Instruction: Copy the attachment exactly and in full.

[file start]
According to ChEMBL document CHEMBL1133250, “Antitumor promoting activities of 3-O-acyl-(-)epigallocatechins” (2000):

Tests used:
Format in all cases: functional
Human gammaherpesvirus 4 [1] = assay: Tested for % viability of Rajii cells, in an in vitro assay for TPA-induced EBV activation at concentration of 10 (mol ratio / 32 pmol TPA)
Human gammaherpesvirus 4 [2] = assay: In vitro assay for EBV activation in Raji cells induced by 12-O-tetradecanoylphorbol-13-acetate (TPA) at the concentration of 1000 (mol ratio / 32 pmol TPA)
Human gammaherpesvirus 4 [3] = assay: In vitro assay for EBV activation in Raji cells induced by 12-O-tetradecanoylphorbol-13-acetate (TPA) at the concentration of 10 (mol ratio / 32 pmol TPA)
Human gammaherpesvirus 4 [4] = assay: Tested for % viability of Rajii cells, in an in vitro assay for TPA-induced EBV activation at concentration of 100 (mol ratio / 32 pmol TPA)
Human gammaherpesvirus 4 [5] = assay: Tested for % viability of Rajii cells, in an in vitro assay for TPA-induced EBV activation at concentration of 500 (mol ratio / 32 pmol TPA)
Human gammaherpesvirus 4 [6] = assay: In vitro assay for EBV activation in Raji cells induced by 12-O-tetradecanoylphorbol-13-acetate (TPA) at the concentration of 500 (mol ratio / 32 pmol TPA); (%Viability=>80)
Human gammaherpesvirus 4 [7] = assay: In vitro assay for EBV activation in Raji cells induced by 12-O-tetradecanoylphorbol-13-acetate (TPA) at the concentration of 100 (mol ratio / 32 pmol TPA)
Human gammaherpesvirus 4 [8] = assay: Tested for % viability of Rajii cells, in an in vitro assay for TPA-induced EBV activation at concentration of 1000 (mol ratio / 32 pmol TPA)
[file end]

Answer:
According to ChEMBL document CHEMBL1133250, “Antitumor promoting activities of 3-O-acyl-(-)epigallocatechins” (2000):

Tests used:
Format in all cases: functional
Human gammaherpesvirus 4 [1] = assay: Tested for % viability of Rajii cells, in an in vitro assay for TPA-induced EBV activation at concentration of 10 (mol ratio / 32 pmol TPA)
Human gammaherpesvirus 4 [2] = assay: In vitro assay for EBV activation in Raji cells induced by 12-O-tetradecanoylphorbol-13-acetate (TPA) at the concentration of 1000 (mol ratio / 32 pmol TPA)
Human gammaherpesvirus 4 [3] = assay: In vitro assay for EBV activation in Raji cells induced by 12-O-tetradecanoylphorbol-13-acetate (TPA) at the concentration of 10 (mol ratio / 32 pmol TPA)
Human gammaherpesvirus 4 [4] = assay: Tested for % viability of Rajii cells, in an in vitro assay for TPA-induced EBV activation at concentration of 100 (mol ratio / 32 pmol TPA)
Human gammaherpesvirus 4 [5] = assay: Tested for % viability of Rajii cells, in an in vitro assay for TPA-induced EBV activation at concentration of 500 (mol ratio / 32 pmol TPA)
Human gammaherpesvirus 4 [6] = assay: In vitro assay for EBV activation in Raji cells induced by 12-O-tetradecanoylphorbol-13-acetate (TPA) at the concentration of 500 (mol ratio / 32 pmol TPA); (%Viability=>80)
Human gammaherpesvirus 4 [7] = assay: In vitro assay for EBV activation in Raji cells induced by 12-O-tetradecanoylphorbol-13-acetate (TPA) at the concentration of 100 (mol ratio / 32 pmol TPA)
Human gammaherpesvirus 4 [8] = assay: Tested for % viability of Rajii cells, in an in vitro assay for TPA-induced EBV activation at concentration of 1000 (mol ratio / 32 pmol TPA)